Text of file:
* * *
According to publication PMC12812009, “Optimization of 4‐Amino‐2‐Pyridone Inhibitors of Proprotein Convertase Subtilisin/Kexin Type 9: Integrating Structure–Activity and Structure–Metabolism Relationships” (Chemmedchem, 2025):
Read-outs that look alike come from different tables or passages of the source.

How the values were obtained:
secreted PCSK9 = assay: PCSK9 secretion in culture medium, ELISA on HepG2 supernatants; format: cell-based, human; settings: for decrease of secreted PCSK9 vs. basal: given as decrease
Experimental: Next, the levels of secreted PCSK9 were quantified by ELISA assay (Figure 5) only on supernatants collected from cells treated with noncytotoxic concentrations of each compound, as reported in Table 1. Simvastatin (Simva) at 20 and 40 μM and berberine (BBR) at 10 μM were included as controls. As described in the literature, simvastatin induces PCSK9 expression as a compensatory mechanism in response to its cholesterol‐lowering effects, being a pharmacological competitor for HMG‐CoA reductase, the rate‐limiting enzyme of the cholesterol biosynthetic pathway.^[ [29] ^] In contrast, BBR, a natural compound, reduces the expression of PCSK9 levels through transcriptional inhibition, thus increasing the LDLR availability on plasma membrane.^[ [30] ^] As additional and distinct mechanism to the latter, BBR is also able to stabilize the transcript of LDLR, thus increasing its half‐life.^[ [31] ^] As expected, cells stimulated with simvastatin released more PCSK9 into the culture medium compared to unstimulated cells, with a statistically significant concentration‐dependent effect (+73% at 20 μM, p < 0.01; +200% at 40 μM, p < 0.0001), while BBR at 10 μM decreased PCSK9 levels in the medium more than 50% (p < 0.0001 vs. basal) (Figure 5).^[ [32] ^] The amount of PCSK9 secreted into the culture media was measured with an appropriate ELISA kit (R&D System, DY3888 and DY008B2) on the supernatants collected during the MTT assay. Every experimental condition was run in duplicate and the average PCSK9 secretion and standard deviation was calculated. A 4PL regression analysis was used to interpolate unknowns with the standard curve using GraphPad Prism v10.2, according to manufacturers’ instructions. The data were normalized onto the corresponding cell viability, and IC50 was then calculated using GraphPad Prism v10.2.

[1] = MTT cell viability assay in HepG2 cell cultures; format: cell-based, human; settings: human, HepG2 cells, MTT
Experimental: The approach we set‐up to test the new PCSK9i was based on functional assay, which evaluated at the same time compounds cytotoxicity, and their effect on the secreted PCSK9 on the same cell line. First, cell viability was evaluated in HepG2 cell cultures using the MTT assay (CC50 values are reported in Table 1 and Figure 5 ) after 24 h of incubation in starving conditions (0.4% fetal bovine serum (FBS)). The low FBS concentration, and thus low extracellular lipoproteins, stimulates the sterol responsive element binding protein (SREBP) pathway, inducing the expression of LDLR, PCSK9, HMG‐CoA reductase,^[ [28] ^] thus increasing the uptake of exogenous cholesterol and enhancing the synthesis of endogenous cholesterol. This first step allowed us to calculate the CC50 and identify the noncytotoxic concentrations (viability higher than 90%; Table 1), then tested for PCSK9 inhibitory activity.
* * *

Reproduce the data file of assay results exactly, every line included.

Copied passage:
According to publication PMC12812009, “Optimization of 4‐Amino‐2‐Pyridone Inhibitors of Proprotein Convertase Subtilisin/Kexin Type 9: Integrating Structure–Activity and Structure–Metabolism Relationships” (Chemmedchem, 2025):
Read-outs that look alike come from different tables or passages of the source.

How the values were obtained:
secreted PCSK9 = assay: PCSK9 secretion in culture medium, ELISA on HepG2 supernatants; format: cell-based, human; settings: for decrease of secreted PCSK9 vs. basal: given as decrease
Experimental: Next, the levels of secreted PCSK9 were quantified by ELISA assay (Figure 5) only on supernatants collected from cells treated with noncytotoxic concentrations of each compound, as reported in Table 1. Simvastatin (Simva) at 20 and 40 μM and berberine (BBR) at 10 μM were included as controls. As described in the literature, simvastatin induces PCSK9 expression as a compensatory mechanism in response to its cholesterol‐lowering effects, being a pharmacological competitor for HMG‐CoA reductase, the rate‐limiting enzyme of the cholesterol biosynthetic pathway.^[ [29] ^] In contrast, BBR, a natural compound, reduces the expression of PCSK9 levels through transcriptional inhibition, thus increasing the LDLR availability on plasma membrane.^[ [30] ^] As additional and distinct mechanism to the latter, BBR is also able to stabilize the transcript of LDLR, thus increasing its half‐life.^[ [31] ^] As expected, cells stimulated with simvastatin released more PCSK9 into the culture medium compared to unstimulated cells, with a statistically significant concentration‐dependent effect (+73% at 20 μM, p < 0.01; +200% at 40 μM, p < 0.0001), while BBR at 10 μM decreased PCSK9 levels in the medium more than 50% (p < 0.0001 vs. basal) (Figure 5).^[ [32] ^] The amount of PCSK9 secreted into the culture media was measured with an appropriate ELISA kit (R&D System, DY3888 and DY008B2) on the supernatants collected during the MTT assay. Every experimental condition was run in duplicate and the average PCSK9 secretion and standard deviation was calculated. A 4PL regression analysis was used to interpolate unknowns with the standard curve using GraphPad Prism v10.2, according to manufacturers’ instructions. The data were normalized onto the corresponding cell viability, and IC50 was then calculated using GraphPad Prism v10.2.

[1] = MTT cell viability assay in HepG2 cell cultures; format: cell-based, human; settings: human, HepG2 cells, MTT
Experimental: The approach we set‐up to test the new PCSK9i was based on functional assay, which evaluated at the same time compounds cytotoxicity, and their effect on the secreted PCSK9 on the same cell line. First, cell viability was evaluated in HepG2 cell cultures using the MTT assay (CC50 values are reported in Table 1 and Figure 5 ) after 24 h of incubation in starving conditions (0.4% fetal bovine serum (FBS)). The low FBS concentration, and thus low extracellular lipoproteins, stimulates the sterol responsive element binding protein (SREBP) pathway, inducing the expression of LDLR, PCSK9, HMG‐CoA reductase,^[ [28] ^] thus increasing the uptake of exogenous cholesterol and enhancing the synthesis of endogenous cholesterol. This first step allowed us to calculate the CC50 and identify the noncytotoxic concentrations (viability higher than 90%; Table 1), then tested for PCSK9 inhibitory activity.